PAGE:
I say that because initially, year-round beers Black Butte, Mirror Pond, and Fresh Squeezed IPA will be available only on draft, and other Deschutes stalwarts like Obsidian Stout will roll out with time. Don’t expect to see six-packs until spring 2015. As far as bottles go, an earlier-than-expected shipment of Black Butte XXVI (anniversary version of the standard Black Butte with cocoa nibs and aged in Bourbon barrels) and Not The Stoic (a punchy oak-aged Belgian-style Quad) was snapped up by some of the big box stores in the area late last week.

More widely available right now are Zarabanda; a Belgian-style Saison made in collaboration with Chef José Andrés, and the aforementioned Mirror Mirror — a recreation of Deschutes’ first Reserve Series beer. Mirror Mirror is, essentially, a double batch of the Mirror Pond Pale Ale recipe, making for a robust Barleywine that is pretty approachable for something clocking in at 11.2 percent ABV.

It’s a bit of an odd way to enter the market for sure, but we’ve waited a long time for Deschutes to get here — I ain’t complaining. If you’ve never tried any of the Deschutes Brewery beers, give them a try when you see them; there’s a good reason for their success. Until next time!

Nick Anderson maintains a blog at www.beermonger.net and can be found on Twitter at @The_Beermonger. Sign up for Arrowine’s money-saving email offers and free wine and beer tastings. The views and opinions expressed in the column are those of the author and do not necessarily reflect the views of ARLnow.com. (more…)

by Nick Anderson — November 7, 2014 at 1:30 pm 425 0

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Editor’s Note: This sponsored column is written by Nick Anderson, beermonger at Arrowine (4508 Lee Highway).

While most folks I talk to in Arrowine’s Beer Department are currently going through their quadrennial bout of “seasonal creep!” outrage, I’ve been focusing on something that’s been bothering me for years — the lack of definition when it comes to Winter Ales and Lagers.

I single winter stuff out because it seems to be the set of seasonal beers that gives people the most consternation; mostly because so many winter beers give you so little information as to what style they might be, or ingredients they may use. Over the years I’ve developed some purely non-academic categories that I use as a template to keep Winter Ales/Lagers organized in my head:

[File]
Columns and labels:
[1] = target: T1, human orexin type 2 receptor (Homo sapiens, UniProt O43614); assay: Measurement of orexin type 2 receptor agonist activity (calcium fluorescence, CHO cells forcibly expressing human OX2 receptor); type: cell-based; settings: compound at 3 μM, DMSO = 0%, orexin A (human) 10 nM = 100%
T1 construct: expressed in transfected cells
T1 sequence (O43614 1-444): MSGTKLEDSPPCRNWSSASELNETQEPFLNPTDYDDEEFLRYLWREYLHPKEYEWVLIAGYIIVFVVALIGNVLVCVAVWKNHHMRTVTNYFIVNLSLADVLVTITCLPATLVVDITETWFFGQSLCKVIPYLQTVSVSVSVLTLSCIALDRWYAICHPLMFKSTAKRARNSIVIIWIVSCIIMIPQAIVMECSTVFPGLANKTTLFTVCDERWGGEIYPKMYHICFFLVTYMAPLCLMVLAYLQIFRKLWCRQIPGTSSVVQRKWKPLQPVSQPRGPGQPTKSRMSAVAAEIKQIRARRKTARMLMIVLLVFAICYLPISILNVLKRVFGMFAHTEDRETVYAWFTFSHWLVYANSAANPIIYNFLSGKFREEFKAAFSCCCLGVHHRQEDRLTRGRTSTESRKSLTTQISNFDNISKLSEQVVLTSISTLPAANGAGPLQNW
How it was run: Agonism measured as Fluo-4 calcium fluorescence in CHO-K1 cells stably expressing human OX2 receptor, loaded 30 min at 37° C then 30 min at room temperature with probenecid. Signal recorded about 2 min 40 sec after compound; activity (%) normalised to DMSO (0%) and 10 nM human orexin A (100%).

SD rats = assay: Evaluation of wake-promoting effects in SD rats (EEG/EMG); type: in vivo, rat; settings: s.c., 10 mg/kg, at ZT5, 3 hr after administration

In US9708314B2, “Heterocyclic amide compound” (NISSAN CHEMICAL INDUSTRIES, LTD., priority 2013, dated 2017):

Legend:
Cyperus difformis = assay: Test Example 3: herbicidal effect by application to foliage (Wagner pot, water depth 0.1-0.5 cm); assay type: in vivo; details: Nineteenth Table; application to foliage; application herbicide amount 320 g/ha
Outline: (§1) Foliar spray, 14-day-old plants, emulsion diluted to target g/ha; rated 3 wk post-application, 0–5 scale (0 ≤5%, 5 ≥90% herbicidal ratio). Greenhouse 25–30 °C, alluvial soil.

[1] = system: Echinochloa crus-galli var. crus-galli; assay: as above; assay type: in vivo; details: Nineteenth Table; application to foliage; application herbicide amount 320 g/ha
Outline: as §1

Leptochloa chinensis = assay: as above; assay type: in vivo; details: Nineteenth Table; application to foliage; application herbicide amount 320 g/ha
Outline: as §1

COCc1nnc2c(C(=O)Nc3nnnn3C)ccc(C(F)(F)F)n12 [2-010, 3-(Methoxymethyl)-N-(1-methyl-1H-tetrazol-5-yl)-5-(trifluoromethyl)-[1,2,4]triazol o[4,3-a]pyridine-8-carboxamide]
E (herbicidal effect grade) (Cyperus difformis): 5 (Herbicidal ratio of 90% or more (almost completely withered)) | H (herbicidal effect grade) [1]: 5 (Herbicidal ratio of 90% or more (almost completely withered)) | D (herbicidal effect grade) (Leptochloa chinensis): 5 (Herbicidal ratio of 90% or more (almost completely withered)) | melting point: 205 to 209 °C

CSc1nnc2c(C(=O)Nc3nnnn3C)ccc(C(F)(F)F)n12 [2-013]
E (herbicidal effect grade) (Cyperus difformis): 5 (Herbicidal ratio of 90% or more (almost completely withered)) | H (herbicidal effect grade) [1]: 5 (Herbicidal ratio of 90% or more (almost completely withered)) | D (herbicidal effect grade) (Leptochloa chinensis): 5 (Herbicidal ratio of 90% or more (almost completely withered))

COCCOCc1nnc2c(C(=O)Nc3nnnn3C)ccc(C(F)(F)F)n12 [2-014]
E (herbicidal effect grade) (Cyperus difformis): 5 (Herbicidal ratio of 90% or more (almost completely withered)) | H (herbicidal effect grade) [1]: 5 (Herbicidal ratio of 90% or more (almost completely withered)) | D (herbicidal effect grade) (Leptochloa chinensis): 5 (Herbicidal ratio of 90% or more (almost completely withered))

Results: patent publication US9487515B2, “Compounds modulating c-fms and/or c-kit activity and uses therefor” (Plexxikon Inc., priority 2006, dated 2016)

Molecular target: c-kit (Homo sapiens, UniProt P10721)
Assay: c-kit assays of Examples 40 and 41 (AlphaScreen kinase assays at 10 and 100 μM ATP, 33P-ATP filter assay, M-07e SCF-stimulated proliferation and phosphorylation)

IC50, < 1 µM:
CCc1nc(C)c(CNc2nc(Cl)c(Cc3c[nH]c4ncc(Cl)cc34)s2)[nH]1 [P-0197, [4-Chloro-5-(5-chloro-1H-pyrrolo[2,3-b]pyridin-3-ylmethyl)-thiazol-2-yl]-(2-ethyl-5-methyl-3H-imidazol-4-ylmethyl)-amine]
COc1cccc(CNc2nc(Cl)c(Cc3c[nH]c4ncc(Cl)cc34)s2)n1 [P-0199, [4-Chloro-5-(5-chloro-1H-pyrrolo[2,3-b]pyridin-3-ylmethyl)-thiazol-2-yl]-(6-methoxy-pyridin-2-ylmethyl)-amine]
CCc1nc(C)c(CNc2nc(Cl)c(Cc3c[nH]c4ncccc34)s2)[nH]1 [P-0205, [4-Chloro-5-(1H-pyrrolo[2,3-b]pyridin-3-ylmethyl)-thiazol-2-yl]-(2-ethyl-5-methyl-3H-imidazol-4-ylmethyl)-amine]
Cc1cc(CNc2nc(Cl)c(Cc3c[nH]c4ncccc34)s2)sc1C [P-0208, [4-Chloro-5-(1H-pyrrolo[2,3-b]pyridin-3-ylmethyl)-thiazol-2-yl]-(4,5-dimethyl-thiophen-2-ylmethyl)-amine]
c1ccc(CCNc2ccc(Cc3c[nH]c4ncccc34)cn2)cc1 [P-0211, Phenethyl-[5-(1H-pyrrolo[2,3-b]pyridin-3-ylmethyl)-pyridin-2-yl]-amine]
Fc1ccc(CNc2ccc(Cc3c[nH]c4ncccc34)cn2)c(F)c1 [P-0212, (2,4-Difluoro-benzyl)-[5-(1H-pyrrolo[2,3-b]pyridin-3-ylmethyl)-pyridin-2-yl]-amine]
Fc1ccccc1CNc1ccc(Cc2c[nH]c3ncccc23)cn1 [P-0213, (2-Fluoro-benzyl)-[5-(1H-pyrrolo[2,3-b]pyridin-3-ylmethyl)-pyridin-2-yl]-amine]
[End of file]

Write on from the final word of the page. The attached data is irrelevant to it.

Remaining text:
Belgian-style or “Noel” Winter Ales: Think of beers like Gouden Carolus Noel, Delirium Nocturnum, N’ice Chouffe, Affligem Noel, etc. For the most part, Noels tend to be darker, with holiday-themed spices used in the brewing process. There are exceptions: among the ones I listed, N’ice Chouffe stands out for being less malty than the others, and the wonderful St. Bernardus Christmas Ale is a straight-up Quadrupiel, with its spicy character coming solely from the brewery’s house yeast strain. American versions include Blue Mountain Blitzen and Sly Fox Christmas Ale, while Mikkeller gets in on the action with his Santa’s Little Helper Ale. To paint with a broad brush, expect a Noel-style to be brown to very dark in color, with spice notes ranging from “present” to “slightly medicinal” to “is that potpourri?”

Winter Warmer: You see the term bandied about often, so what exactly is a Winter Warmer? The Beer Judge Certification Program (BJCP) guidelines lump in Winter Warmers with English-style Old Ales, due to the (generally) fuller malt character of the style, and for the most part that makes sense to me. Think of Winter Warmers generally as slightly to very malty Pale Ales or IPAs, with the malt adding extra sweetness but not always spiced — though some can be in the “Wassail” style. Sam Smith’s Winter Welcome is the archetypal example of the non-spiced Winter Warmer. Sierra Nevada Celebration Ale is classified as either an IPA or Fresh Hop Ale, but I’m OK considering it an interpretation of a Winter Warmer; also Avery Old Jubilation Ale, with its malt-forward approach. SweetWater Festive goes for the Wassail angle, throwing some cinnamon into a Winter Warmer recipe.

American-style Christmas Ale or “Anchor” style: Named for the seminal American Winter Ale, Anchor Our Special Ale (better known as Anchor Christmas Ale). In many ways, Anchor-style Christmas Ales are the descendants of Wassail-style Winter Warmers: they tend to be malt-driven Ales, after all, that use various spices (generally including nutmeg, cinnamon, clove, ginger, juniper, and others). In the American tradition however, these also tend to be more exaggerated, “bigger” in flavor and ABV. Great Lakes Christmas Ale, Schlafly Christmas Ale, Blue Mountain Lights Out and others take different passes on this style, but share a common philosophy.